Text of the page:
Southern Oregon Sports & Spine

Winter Whiplash

As I drove to work the other day after our recent snow, I saw a car that had skidded off the road and had nosed precariously into a drainage ditch. It was a stark reminder that even with a little snowy and icy weather, things can go bad quickly.

Here are some important safety points to keep in mind.

Raise the “headrest”!

I put headrest in quotes because that’s what most people call it. In fact, it’s not actually a headrest, but a head restraint. Its purpose is to keep your head from snapping backward in a collision. In order for this to work, the top of the restraint must come up at least to mid head level. Many people drive around with that thing in the lowest position. If you get hit from behind your head will simply snap backward over the top of that restraint (called the ramping effect) – so raise it up!

Incidentally, the closer your head is to the restraint while driving, the safer you are!

Avoid driving with your arms crossed over the steering wheel.

Driving with your arms uncrossed is a good idea. If your arms are crossed and your airbag goes off, you will get smacked in the face with your own arms. Most airbags deploy at 80 to 190 miles per hour!

Wear your seatbelt!

You can always google pictures if you need more convincing…

Keep loose items low in your car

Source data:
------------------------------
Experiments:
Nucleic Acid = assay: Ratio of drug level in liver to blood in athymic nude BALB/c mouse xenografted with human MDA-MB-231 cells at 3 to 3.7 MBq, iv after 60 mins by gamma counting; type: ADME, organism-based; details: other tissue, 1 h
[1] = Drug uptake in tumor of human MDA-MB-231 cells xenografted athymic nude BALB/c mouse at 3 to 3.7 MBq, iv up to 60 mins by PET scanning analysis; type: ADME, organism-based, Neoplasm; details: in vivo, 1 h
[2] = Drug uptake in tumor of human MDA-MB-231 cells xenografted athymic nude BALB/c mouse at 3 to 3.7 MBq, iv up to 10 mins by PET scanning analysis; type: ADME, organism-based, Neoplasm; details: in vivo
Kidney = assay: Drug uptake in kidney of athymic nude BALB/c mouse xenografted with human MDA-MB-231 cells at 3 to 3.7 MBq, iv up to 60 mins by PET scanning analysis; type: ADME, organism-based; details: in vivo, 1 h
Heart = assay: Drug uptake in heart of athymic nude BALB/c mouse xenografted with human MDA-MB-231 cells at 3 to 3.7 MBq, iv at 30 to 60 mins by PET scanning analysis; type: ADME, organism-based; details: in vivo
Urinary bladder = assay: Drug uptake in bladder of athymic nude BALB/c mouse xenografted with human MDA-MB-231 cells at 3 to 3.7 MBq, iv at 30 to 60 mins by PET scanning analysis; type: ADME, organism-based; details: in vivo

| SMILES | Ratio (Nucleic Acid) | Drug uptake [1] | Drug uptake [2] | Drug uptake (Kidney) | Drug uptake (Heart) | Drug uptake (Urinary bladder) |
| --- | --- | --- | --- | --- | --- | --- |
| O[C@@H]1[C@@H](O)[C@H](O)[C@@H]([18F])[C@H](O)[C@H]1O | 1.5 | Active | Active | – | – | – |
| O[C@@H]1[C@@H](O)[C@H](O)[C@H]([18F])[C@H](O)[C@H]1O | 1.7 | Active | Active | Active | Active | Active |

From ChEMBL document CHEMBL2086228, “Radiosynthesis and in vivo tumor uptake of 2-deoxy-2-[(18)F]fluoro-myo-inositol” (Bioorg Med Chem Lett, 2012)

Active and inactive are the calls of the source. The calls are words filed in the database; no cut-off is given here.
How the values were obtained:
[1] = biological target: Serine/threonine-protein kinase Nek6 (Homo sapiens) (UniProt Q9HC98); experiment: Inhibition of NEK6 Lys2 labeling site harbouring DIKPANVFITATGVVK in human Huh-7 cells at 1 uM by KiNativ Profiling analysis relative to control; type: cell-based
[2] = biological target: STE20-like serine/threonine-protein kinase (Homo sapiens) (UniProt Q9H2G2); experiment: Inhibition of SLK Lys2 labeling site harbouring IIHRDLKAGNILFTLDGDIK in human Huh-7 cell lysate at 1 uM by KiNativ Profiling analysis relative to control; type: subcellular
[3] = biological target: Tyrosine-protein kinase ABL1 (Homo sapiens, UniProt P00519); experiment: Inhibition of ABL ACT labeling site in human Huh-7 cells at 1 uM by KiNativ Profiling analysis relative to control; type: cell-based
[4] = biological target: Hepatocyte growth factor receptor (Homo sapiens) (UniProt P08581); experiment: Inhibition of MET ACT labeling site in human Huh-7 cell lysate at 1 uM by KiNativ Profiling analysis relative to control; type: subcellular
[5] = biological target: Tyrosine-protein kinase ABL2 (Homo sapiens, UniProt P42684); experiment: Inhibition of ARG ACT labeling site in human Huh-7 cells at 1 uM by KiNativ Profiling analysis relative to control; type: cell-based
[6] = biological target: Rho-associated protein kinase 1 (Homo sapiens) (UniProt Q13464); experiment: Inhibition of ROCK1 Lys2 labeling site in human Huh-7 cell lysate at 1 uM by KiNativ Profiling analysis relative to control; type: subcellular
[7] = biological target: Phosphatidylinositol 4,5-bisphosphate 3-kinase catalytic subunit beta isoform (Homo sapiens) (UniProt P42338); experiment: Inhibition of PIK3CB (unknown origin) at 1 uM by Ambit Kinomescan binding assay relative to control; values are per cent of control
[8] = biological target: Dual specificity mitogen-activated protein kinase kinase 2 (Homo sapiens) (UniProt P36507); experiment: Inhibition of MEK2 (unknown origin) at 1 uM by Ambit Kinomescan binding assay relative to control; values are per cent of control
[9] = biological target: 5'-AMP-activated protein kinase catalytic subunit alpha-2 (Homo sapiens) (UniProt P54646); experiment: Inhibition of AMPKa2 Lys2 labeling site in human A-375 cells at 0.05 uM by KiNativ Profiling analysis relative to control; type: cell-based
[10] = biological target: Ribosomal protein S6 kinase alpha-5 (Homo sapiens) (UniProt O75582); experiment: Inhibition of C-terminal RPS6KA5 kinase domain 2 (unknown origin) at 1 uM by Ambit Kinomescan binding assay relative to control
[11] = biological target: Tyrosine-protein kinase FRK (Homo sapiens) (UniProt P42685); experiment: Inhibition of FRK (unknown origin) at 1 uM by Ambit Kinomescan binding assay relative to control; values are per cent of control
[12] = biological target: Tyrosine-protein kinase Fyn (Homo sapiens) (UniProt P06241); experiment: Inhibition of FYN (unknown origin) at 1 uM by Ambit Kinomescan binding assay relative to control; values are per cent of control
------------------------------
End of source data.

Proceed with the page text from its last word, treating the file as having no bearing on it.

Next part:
They become projectiles in a crash.

If you do get into an accident, try to get over to the side of the road, call the police and exchange insurance information if other drivers are involved. Make sure to take pictures of the vehicles and any injuries you may have – bruises, cuts, etc. Studies show that symptoms may take a few days to appear, so give yourself a little time to let the adrenaline wear off and see how you feel. When in a crash, your body is being shoved, twisted and jerked in ways it wasn’t meant to move, so seemingly minor injuries can be significant. Remember motor vehicle collisions can cause significant injury even at low speeds.

Most vehicle accident injuries fall under the term Whiplash Associated Disorders (WAD). Some common ones are: neck, mid or low back strains and sprains, headaches and sciatica (pain down the leg).

If you think you are injured, be sure to be examined by your medical provider. He or she may also choose to order more tests based on your exam findings. Unfortunately, I usually see a lot of these cases this time of year. So, take care especially during our winter weather, and drive safely!


Matt Terreri, DC, CCSP is a sports chiropractor at Southern Oregon Sports & Spine as well as the official chiropractor for the SOU Raiders and a volunteer medical provider for the U.S. Olympics.






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